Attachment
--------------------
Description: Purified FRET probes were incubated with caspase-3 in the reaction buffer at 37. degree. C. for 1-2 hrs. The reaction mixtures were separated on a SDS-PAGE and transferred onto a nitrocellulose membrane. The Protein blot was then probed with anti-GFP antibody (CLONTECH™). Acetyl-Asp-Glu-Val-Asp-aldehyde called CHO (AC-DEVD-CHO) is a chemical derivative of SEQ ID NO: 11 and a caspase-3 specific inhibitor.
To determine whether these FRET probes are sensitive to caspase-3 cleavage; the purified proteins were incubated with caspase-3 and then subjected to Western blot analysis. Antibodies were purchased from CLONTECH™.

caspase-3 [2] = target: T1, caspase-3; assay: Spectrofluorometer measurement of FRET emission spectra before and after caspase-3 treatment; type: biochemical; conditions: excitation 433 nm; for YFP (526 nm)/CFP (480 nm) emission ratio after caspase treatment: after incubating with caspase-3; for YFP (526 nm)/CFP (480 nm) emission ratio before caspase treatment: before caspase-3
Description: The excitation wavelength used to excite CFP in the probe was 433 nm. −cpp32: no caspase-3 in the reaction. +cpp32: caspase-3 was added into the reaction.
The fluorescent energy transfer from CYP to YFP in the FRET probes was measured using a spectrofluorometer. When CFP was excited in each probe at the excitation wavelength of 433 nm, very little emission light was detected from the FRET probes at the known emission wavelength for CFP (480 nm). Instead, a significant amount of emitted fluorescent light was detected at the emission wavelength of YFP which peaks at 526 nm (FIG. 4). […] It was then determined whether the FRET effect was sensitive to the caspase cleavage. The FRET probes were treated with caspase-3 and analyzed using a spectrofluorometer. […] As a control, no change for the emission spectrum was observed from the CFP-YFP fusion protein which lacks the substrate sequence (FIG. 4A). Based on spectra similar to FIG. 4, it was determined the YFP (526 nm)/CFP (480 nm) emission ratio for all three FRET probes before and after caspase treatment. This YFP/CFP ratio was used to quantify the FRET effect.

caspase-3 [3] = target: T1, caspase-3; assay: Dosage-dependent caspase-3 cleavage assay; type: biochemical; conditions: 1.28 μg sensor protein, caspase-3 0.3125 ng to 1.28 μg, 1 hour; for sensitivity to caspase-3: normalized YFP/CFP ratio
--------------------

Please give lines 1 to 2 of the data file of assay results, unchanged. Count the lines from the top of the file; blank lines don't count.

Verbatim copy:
Description: Purified FRET probes were incubated with caspase-3 in the reaction buffer at 37. degree. C. for 1-2 hrs. The reaction mixtures were separated on a SDS-PAGE and transferred onto a nitrocellulose membrane. The Protein blot was then probed with anti-GFP antibody (CLONTECH™). Acetyl-Asp-Glu-Val-Asp-aldehyde called CHO (AC-DEVD-CHO) is a chemical derivative of SEQ ID NO: 11 and a caspase-3 specific inhibitor.
To determine whether these FRET probes are sensitive to caspase-3 cleavage; the purified proteins were incubated with caspase-3 and then subjected to Western blot analysis. Antibodies were purchased from CLONTECH™.